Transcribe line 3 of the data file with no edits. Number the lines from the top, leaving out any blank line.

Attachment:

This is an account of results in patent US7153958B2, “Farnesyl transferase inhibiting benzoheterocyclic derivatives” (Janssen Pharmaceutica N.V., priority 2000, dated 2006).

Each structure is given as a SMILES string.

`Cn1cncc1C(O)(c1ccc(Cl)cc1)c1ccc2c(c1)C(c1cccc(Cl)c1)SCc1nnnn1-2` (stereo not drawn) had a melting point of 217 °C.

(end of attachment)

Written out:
`Cn1cncc1C(O)(c1ccc(Cl)cc1)c1ccc2c(c1)C(c1cccc(Cl)c1)SCc1nnnn1-2` (stereo not drawn) had a melting point of 217 °C.